1993 Honda Civic brake problem

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  #1  
Old 03-09-09, 02:30 PM
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1993 Honda Civic brake problem

Hello,

I have a 1993 Civic. A while back it was making a screeching noise from the back right when the brakes were applied. The brake pads were replaced not too long ago so I didn't think it was the pads. I took it into a shop in the small town where I live. Mechanic called and said the brakes had all sorts of dirt in them, but he'd cleaned it up. Said the pads were fine. Got the car back, but the sound was still there. Not as bad as before, but still there. Took it back to same guy. He took another look and said the drum needed turning (I assume this means grinding it down to a level surface?) Got the car back. It was much better now. A month later and the stupid sound is back again.

A little reluctant to take it back to the same guy as he just doesn't seem able to diagnose what the real problem is.

Any ideas? Any further info required, I'll explain what I'm able.
 
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Old 03-09-09, 02:37 PM
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It's possible you might have a dragging brake caliper. I would have the slide pins greased up real well.

By the way, he 'turned the rotor' not a drum, and yes, it basically mills down the rotor to within specs.
 
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Old 03-09-09, 02:46 PM
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Thanks HotinOKC! You're right about the rotor, I guess what I learned in grade 9 autoshop 25 years ago is drifting away from me.

So, the dragging caliper would make that sound when the brakes are being applied and not after they were released? I assume greasing slide pins isn't something a house painter should attempt on their own? I have one of those books that explains how to take your car totally apart which would help me identify them. Hasn't been useful to me yet in the past 10 years, but hey, you never know.

Thanks again.
 
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Old 03-09-09, 03:04 PM
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I assume greasing slide pins isn't something a house painter should attempt on their own?.............

Why not??????

Pop the tires off...remove the two small bolts. Probably 12 or 14 mm, Lift the caliper out of the way. The pins are the things that you took the bolts out of. Slide them out, clean them up, grease em, and put em' back. Repeat on the other side.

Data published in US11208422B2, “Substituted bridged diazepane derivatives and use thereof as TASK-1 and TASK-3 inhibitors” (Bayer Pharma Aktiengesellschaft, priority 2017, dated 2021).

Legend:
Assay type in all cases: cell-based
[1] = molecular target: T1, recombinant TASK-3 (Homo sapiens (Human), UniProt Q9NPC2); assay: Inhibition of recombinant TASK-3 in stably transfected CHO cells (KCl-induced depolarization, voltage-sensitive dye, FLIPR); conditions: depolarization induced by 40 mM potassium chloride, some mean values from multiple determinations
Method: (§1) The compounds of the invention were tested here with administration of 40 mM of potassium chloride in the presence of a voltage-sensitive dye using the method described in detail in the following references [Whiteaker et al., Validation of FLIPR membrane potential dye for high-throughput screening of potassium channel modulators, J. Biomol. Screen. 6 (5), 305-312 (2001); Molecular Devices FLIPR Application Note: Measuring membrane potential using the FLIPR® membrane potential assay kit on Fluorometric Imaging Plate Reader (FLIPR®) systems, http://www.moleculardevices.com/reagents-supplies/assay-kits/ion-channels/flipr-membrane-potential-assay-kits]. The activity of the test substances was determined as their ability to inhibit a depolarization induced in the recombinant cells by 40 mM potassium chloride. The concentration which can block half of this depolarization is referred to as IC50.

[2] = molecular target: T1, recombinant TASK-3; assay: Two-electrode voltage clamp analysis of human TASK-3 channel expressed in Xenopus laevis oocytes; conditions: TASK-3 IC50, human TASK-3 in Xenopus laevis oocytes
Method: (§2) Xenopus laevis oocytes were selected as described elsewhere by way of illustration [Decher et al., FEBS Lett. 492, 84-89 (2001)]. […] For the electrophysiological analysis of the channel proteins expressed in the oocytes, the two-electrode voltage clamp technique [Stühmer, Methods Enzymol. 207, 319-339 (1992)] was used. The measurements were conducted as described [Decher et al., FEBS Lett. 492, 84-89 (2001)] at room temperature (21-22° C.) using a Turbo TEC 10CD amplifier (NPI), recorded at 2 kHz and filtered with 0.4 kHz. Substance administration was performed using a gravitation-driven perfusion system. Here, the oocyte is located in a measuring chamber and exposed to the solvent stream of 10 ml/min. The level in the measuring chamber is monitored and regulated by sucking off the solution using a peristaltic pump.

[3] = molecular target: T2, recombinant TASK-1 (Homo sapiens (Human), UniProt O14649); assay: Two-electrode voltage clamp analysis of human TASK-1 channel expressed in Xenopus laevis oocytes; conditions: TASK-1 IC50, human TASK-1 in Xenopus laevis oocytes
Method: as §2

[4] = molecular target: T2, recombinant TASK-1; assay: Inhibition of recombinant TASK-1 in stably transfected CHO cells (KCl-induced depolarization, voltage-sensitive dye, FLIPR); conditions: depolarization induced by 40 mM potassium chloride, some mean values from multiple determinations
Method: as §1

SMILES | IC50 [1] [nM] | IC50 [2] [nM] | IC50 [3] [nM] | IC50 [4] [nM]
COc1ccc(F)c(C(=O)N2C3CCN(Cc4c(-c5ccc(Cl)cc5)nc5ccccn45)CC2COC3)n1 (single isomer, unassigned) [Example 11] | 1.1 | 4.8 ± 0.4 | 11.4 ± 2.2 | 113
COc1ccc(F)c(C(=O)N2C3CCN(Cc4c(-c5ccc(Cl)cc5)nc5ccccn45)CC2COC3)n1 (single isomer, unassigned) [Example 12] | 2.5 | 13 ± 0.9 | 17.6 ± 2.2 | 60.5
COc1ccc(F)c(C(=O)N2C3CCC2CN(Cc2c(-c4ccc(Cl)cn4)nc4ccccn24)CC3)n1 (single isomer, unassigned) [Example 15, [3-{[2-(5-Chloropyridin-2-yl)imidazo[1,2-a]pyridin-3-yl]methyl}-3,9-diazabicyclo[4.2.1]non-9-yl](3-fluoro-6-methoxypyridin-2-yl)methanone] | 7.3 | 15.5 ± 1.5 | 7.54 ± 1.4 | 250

Not all of Auto shop 9 is lost. If the car has rear drum brakes, The drums would be turned in the same manner. Difference being, rotors are machined for thickness, drums are machined for diameter.

Now...just a personal note.....Any CHIPS, or Residue left behind from the machining process, can find its way to embedding itself in a pad or shoe......Causing a noise as the material wears down....

Glazing can cause the same noise, which could be a sticky caliper or just as easily and more commonly a Heavy Left Foot. Think of wet fingers on a mirror...they Squeak..... Very possibly the only way to fix this completely and permanently, is to rectify the "Glazing" issue, and Replace the pads. Technically, any surface imperfections in a rotor, are transfered to the wear pattern in the pad.....A newly finished rotor will have a hard time mating with pads that are "Worn -In " to the previous surface.
 
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Old 03-09-09, 03:25 PM
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Ok...If you say you think I can do it, maybe I'll give it a try. Hey, how badly can I screw things up? If I make a mistake, the other three wheels will still have brakes right? Just kidding.

Might have to wait until some better weather. Still cold and snowy up here in Canada. Cold wet hands and cold steel make me grumpy and surly.
 
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Old 03-09-09, 03:34 PM
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Hey, how badly can I screw things up? If I make a mistake, the other three wheels will still have brakes right?


Yes absolutely.......

The only thing I can think of offhand, is that MAYBE, the pins will be different sizes , top to bottom, so dont mix em' up....Other than that, its pretty straight forward.
 
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Old 03-09-09, 03:35 PM
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It's pretty simple,as was said. Anyone with a name like wildbill, a set of socket wrenches, and who knows how to change a tire should be able to knock it out in an hour or less.
 
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